Week 5: Curating Lives, Digital Identities

This was the last time I posted a picture of myself to social media… I was 18 at the time.

A quick Google search for my name brings up this image and very little other evidence that I might have any kind of digital presence– the reality is I rarely post anything on social media and still don’t quite understand the allure of TikTok and SnapChat (I snap one person, she sends me cute videos of her kids). The digital sphere is one that I am still learning to be comfortable in. I suppose you might call me a digital introvert– I exist in these spaces quietly.

Although I might call myself a digital introvert, over the last couple of months I have progressively come to realize that my digital and non-digital identities are very much intertwined or reflections of one another, that I am leaving behind digital footprints and artifacts through my work, schooling, and personal life. Gui (2008) poses the question “[w]hat does it mean to be ‘me’ in the contemporary age– where do I begin, and where do I end?” This is an essential question to ponder as the boundaries between physical and digital spaces have rapidly begun to disappear– where we function across these spaces almost seamlessly and frequently, without much conscious thought. As someone who is naturally introverted, it is of little surprise that I would be introverted in digital spaces– preferring to leave a quieter and perhaps less obvious digital footprint in my wake.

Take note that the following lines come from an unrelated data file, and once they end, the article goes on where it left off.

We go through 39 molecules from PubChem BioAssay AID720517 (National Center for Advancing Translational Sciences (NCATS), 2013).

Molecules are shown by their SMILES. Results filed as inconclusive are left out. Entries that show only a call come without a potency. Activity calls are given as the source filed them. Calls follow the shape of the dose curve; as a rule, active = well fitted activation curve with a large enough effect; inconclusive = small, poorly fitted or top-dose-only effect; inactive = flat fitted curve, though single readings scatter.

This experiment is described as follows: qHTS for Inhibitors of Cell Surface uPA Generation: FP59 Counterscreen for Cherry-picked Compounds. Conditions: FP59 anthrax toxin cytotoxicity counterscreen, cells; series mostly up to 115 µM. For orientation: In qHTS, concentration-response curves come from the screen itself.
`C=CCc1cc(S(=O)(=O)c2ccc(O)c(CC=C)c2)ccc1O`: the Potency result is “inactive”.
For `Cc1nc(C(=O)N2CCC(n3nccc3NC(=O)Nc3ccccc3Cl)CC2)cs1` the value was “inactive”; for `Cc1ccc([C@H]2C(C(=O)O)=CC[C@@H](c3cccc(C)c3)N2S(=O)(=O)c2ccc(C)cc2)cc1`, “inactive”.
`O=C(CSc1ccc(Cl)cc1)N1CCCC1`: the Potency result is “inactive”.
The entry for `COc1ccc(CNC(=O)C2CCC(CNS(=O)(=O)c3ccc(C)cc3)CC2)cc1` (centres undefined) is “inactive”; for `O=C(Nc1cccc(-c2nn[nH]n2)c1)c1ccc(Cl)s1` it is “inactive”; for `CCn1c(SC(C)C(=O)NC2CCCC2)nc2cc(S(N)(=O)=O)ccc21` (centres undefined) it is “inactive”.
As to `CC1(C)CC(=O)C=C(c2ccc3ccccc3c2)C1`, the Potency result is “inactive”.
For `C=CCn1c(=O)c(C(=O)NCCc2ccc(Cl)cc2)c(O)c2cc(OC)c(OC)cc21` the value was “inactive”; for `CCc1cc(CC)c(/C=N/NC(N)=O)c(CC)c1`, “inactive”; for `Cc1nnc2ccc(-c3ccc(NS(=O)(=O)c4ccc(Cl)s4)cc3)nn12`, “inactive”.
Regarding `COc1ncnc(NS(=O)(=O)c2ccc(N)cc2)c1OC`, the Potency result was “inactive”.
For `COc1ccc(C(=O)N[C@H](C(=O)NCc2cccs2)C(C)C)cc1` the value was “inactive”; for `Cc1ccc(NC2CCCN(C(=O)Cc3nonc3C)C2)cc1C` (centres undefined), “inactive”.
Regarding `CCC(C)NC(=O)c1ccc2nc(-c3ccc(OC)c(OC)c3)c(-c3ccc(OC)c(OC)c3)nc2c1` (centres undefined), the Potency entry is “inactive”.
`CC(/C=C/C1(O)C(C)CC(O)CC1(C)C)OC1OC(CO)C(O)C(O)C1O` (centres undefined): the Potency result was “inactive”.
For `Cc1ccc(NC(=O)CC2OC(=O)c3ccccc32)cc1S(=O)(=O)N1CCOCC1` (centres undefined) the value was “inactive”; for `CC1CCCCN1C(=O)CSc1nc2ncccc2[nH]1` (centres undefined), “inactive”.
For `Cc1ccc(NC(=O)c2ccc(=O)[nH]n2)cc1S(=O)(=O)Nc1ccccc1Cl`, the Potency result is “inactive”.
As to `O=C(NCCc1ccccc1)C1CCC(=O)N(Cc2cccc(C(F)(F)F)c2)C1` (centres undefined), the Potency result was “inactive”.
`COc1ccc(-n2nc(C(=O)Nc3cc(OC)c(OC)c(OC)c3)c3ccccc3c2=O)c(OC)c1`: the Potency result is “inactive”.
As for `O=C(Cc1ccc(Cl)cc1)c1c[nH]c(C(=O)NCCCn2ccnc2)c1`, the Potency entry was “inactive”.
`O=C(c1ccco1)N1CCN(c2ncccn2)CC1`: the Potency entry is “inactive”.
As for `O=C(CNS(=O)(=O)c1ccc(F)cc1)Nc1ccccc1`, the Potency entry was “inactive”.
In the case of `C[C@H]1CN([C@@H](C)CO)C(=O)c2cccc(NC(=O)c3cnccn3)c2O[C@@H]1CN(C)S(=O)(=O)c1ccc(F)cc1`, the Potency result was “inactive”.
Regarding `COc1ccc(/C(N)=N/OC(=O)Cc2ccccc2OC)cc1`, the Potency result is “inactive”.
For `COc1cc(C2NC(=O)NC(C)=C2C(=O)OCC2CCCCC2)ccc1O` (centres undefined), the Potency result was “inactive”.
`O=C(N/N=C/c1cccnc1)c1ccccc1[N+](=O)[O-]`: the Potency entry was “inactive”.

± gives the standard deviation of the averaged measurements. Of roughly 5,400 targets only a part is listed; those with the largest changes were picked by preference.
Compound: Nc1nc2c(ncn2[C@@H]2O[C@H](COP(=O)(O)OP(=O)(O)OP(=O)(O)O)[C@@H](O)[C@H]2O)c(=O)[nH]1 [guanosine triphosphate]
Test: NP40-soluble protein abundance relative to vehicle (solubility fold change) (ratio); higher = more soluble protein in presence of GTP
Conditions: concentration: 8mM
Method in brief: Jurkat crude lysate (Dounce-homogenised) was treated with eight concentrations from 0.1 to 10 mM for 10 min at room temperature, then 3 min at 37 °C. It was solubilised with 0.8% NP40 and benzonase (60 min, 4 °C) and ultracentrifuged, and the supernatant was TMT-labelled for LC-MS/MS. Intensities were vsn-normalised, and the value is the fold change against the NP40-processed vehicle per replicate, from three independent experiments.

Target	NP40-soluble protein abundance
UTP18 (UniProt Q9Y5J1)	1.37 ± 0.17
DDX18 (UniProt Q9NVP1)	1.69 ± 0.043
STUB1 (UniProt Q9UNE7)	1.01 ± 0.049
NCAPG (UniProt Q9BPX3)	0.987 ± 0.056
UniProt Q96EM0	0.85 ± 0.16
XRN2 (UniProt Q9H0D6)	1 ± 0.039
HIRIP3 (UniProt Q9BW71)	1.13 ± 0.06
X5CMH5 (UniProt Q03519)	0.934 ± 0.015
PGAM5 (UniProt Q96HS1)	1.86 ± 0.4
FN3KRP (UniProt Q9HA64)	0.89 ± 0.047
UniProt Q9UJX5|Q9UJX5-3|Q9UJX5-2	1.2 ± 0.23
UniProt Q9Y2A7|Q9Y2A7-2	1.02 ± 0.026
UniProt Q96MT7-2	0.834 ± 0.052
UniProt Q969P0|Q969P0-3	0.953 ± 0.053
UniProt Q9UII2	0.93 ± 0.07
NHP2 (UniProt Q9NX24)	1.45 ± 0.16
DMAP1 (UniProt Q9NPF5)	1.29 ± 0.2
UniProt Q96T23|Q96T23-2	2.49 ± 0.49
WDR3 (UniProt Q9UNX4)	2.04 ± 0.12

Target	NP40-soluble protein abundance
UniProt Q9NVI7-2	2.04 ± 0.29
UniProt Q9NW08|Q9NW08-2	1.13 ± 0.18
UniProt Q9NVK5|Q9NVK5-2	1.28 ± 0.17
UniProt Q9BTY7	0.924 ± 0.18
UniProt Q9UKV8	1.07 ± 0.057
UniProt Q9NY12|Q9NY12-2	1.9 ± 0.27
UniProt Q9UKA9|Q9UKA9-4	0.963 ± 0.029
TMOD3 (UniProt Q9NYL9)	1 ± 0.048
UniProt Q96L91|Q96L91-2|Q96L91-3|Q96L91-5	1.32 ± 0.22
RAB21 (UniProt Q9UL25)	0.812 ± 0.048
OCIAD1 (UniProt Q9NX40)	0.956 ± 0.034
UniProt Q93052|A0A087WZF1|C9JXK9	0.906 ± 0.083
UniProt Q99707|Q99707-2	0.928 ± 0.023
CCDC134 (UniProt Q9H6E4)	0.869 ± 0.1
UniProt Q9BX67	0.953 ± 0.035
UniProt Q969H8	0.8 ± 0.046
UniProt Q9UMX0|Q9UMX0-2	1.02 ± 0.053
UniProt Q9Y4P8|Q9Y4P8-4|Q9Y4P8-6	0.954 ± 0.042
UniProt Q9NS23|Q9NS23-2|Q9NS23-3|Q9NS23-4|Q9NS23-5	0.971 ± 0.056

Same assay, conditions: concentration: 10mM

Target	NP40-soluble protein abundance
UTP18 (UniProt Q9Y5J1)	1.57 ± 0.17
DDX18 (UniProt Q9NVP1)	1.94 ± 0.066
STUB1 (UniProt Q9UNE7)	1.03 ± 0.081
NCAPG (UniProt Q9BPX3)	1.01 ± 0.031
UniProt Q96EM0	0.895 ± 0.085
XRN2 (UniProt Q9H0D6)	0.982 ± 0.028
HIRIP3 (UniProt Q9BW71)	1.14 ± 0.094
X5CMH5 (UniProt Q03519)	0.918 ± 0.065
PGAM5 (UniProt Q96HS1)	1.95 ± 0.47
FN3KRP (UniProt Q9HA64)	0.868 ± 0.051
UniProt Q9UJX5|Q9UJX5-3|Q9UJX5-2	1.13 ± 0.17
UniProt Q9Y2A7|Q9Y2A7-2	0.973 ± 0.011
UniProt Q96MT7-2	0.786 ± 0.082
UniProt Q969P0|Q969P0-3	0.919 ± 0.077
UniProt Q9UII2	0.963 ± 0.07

For my students, their realities are very different, they have and will continue into adulthood defining and forming their identities across digital and non-digital spaces with little to no distinction. While I would argue that my students are certainly more comfortable with curating their lives across multiple platforms and spaces, this process still requires an understanding of their own identities and sense of self– of who they are currently and will become as digital and non-digital citizens in this world. Produced by Common Sense Education (2019), this video shows teenagers discussing how they view the curation of their own digital identities and some of the challenges that they view in these spaces. Simply put here, the formation or curation of a digital identity has simply become an extension of the identity formation in the non-digital world– these are processes that are equally as tangible and consequential to one another.